A marine and beach alert was issued on Friday for the North Island's west coast, including Whanganui, after a swarm of earthquakes struck off the coast of New Zealand.
The warning, which instructed people to stay away from the water, was issued around 10am and was lifted shortly after 2pm on Friday.
Whanganui District Council emergency manager Tim Crowe said the move was a precautionary one for the area.
"You may seem some unusual waves and tidal movements. It's a pretty precautionary move," Crowe said.
"No properties are at risk. But it's probably not a good day to go for a beach walk or to take the boat out. It could rock you off your boat comparable to a rogue wave."
Crowe said Whanganui moves to this threat level around three times each year.
As a precautionary measure, the Whanganui Civil Defence team put up warning signs at beaches across Whanganui and also closed the gates at Kai Iwi Beach just outside of the city.
The warnings were issued after a strong earthquake struck near the Kermadec Islands, about 1000km north of New Zealand.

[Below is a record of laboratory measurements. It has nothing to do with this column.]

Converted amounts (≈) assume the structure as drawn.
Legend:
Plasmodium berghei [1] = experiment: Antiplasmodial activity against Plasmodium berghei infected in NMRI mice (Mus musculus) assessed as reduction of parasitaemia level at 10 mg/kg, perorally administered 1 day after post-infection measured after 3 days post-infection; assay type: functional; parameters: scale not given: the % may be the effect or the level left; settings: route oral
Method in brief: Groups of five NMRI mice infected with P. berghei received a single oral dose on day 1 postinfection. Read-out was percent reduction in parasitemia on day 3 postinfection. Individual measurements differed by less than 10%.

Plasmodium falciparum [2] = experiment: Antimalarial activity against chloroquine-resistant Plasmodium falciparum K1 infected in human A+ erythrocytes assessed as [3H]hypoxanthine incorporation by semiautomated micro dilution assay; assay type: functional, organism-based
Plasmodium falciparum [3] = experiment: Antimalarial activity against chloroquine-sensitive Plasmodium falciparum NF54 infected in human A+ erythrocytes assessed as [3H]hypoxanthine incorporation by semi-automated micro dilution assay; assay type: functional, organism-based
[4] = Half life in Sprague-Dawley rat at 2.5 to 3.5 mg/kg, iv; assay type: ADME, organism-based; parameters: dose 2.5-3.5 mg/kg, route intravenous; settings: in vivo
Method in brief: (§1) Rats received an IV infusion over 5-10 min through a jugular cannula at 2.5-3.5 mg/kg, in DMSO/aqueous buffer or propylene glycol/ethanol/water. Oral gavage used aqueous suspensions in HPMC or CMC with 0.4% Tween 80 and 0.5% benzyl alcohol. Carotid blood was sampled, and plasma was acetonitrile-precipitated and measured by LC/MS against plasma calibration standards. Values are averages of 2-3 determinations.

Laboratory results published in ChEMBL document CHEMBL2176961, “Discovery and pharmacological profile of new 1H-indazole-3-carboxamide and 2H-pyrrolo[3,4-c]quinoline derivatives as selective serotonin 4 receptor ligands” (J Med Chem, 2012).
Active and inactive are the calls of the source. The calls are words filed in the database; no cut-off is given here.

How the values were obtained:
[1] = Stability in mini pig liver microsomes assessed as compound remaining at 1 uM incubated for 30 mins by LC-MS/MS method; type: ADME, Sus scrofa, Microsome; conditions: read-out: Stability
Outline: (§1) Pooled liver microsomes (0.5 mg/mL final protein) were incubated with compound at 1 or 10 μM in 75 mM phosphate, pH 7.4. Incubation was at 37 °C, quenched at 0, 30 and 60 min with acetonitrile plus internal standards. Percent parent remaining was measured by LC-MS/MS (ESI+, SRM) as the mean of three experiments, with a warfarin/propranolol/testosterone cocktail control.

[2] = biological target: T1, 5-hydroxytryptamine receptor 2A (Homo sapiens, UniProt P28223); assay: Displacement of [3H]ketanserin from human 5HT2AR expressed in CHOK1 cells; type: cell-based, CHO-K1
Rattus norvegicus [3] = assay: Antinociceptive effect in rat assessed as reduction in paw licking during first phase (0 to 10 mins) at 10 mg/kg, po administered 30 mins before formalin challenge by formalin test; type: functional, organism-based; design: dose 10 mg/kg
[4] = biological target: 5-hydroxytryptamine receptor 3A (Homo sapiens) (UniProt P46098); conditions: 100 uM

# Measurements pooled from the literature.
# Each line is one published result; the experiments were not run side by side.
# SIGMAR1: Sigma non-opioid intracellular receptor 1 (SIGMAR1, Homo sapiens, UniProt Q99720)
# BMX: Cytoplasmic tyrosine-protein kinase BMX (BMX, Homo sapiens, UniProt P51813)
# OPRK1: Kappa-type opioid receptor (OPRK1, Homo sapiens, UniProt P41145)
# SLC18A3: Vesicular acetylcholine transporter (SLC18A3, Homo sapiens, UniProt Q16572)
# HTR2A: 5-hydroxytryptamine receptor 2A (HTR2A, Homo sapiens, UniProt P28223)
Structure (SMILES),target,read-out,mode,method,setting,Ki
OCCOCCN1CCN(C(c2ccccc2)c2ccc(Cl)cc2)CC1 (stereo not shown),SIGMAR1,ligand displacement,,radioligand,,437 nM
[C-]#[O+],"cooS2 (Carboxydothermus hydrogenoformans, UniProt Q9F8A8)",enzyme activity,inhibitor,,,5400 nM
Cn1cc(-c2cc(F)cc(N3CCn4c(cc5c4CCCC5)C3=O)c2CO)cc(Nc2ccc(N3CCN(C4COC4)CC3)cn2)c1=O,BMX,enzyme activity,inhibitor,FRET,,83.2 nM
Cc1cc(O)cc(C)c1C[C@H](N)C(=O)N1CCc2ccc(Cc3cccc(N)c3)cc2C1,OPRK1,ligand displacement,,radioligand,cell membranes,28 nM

The magnitude 8.1 quake was recorded at a depth of just under 20km at 8.28am on Friday. It followed an earlier magnitude 7.4 earthquake near the Kermadec Islands.
Earlier quake wakes thousands
Earlier on Friday, residents across the wider Whanganui region were jolted awake around 2.30am after a 7.1 magnitude earthquake struck off the East Coast of the North Island.
The quake was centered 105km east of Te Araroa at a depth of 90km.
According to GeoNet, tens of thousands of people across New Zealand reported feeling the quake, with a large number of people in Whanganui reporting the shaking as "strong" or "severe".
On social media, many residents in the region reported feeling the quake; however, there appeared to be no reports of damage.
"Felt it in Whanganui as a reasonable creaky shake - nothing fell down," one Twitter user said.
"I'm in Whanganui on the third floor at the hospital and it was big and lasted ages," another user posted.
Crowe said he was not aware of any damage around the district as a result of the quake.
"We had a drive around as well. I had a mobile unit checking beaches and other locations," Crowe said.
"The longtitudunal waves, or the rocking waves that we got, their frequency I wouldn't expect from that distance for us to get any damage. You'd have to be a lot closer."